There’s a small, select group of rappers who first got famous for being namechecked on other rappers’ songs; think 50 Cent saying that he’s going to tell us what Banks told him. Even on that small list, though, Fredo Santana stands out. The first that most of us heard of Fredo was also the first we heard of Chicago drill music: Chief Keef’s volcanic fight-starter “I Don’t Like.” The Fredo namecheck on that song didn’t even come from Keef, Fredo’s five-years-younger cousin. It came from guest Lil Reese: “Fredo in the cut, that’s a scary sight.” The Fredo who appeared in the “I Don’t Like” video wasn’t even really a scary sight; he was just one more fired-up shirtless kid in a living room full of them. But Fredo steered into that characterization anyway, honing a persona as a face-tatted wraith, a dangerous person even within a scene of dangerous people. His glare, his deadpan singsong, his propensity for posing like horror-movie villains on his mixtape covers — it all played into that image. But Fredo’s death this past weekend, at the tragically young age of 27, throws that image-crafting into stark relief. Fredo wasn’t a monster. He was a traumatized young man, one of many.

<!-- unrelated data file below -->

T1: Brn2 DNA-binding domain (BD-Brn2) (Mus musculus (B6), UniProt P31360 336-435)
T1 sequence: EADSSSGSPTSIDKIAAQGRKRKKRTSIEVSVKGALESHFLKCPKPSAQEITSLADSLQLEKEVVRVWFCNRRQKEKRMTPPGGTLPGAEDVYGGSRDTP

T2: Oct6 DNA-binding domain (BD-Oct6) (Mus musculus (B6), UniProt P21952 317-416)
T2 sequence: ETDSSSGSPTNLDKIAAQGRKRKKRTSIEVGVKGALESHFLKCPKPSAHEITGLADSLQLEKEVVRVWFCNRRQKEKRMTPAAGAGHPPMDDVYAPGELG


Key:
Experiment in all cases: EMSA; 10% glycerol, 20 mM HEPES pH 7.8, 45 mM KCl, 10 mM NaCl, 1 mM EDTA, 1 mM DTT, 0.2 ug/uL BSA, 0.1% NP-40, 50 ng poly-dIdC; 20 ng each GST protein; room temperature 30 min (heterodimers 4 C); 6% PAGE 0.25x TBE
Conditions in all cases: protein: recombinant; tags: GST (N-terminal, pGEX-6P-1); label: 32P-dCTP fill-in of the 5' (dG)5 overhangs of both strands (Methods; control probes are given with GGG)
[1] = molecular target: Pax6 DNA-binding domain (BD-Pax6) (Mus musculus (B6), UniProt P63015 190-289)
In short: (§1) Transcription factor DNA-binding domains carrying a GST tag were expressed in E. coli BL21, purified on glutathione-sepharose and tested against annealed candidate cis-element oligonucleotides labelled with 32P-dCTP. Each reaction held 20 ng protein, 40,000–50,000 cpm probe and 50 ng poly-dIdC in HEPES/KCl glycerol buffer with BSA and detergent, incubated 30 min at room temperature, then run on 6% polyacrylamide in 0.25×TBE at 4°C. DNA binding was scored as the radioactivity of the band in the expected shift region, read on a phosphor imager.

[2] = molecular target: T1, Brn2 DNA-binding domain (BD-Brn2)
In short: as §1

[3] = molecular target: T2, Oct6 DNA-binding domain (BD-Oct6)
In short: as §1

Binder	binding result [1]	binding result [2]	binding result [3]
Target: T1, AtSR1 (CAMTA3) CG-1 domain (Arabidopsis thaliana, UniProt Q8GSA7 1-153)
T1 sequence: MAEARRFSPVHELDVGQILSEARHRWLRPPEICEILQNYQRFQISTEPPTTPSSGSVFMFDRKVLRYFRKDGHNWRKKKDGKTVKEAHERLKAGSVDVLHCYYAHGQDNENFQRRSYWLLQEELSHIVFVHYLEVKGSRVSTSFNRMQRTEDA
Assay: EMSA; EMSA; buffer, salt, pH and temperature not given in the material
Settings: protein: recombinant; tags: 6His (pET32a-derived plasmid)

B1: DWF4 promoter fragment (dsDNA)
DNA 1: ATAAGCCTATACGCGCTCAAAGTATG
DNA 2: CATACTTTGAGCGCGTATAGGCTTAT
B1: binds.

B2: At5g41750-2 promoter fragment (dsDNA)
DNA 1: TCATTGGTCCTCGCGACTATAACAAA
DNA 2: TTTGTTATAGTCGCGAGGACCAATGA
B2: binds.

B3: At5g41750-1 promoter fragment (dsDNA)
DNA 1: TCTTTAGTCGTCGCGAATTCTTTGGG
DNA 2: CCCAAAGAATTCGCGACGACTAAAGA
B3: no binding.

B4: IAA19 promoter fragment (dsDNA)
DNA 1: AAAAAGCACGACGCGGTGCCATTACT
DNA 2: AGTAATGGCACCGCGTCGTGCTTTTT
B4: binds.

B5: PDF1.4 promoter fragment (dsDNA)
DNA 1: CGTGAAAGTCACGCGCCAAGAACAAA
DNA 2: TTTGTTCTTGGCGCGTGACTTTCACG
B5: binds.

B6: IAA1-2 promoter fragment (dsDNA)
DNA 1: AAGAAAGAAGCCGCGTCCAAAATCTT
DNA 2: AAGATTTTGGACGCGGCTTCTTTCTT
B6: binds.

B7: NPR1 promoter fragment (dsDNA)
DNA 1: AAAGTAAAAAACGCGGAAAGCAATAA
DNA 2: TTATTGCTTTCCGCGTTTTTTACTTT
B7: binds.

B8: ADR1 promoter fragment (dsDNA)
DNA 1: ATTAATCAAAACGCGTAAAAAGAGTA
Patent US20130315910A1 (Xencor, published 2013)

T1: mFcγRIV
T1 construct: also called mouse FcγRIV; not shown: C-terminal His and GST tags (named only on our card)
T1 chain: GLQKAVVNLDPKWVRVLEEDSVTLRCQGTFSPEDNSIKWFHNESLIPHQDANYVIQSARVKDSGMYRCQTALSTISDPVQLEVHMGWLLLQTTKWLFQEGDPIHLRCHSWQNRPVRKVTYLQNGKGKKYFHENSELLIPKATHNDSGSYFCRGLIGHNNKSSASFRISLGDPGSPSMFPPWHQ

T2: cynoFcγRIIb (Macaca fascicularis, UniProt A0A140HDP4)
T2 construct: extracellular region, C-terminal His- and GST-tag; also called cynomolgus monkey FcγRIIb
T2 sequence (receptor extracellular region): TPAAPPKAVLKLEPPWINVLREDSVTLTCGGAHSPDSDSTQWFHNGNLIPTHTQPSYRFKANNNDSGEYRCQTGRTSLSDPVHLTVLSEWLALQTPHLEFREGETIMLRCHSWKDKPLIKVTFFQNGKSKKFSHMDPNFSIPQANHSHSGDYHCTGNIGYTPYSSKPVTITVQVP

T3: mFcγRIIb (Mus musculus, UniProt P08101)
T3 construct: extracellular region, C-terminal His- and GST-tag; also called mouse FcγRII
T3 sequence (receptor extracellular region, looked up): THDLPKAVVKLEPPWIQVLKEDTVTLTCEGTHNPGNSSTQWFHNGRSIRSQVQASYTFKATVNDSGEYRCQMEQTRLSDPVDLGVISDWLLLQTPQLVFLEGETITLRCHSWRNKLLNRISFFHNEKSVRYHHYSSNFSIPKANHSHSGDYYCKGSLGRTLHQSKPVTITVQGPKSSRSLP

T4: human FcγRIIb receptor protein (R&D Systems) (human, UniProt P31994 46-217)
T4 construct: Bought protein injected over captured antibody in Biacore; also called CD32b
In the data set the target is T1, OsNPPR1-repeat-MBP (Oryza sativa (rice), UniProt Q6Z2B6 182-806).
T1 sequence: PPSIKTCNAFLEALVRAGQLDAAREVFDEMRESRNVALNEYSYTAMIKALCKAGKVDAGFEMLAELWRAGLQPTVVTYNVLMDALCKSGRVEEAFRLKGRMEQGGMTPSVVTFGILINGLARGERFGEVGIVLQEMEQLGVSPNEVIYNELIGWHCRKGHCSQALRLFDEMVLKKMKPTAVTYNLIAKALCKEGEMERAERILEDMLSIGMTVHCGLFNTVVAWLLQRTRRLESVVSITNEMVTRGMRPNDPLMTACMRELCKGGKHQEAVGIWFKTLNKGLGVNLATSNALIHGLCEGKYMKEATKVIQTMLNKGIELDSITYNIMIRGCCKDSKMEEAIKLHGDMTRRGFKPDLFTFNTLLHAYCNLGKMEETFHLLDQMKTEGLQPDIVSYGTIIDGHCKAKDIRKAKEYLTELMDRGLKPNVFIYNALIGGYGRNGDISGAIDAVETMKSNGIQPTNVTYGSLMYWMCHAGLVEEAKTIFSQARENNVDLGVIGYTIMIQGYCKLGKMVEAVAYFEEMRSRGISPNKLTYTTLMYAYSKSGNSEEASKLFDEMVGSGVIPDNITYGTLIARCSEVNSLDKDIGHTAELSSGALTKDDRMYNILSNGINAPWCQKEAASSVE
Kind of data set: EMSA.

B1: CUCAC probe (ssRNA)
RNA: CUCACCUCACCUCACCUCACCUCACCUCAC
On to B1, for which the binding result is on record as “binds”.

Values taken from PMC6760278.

Listening back to Fredo’s music over the past few weeks, a pattern emerges. Fredo was a limited rapper, but he was also a malleable one, and that’s what made him such a great collaborator. Fredo was never concerned with having the best verse on whatever song he was on; he seemed to care much more about giving the song a creeping-dread vibe, anchoring it in the ominous. Maybe that’s why Fredo, more than pretty much any other drill rapper, worked with rappers from outside the drill scene. Kendrick Lamar put in one of his all-time great verses on one of Fredo’s songs, 2013’s “Jealous.” And Kendrick’s performance — his flaunting of his Chicago roots, his profession of love for Harold’s Chicken, his dive into mental darkness — makes sense because it’s a Fredo Santana track, because of the context of darkness and wildness that Fredo brings to it. The same is true of Childish Gambino flexing about his Tesla on “Riot.” And maybe it’s why Fredo turned up on tracks with Future, Gucci Mane, Kodak Black, and Kevin Gates — or, more accurately, why they showed up on tracks with him.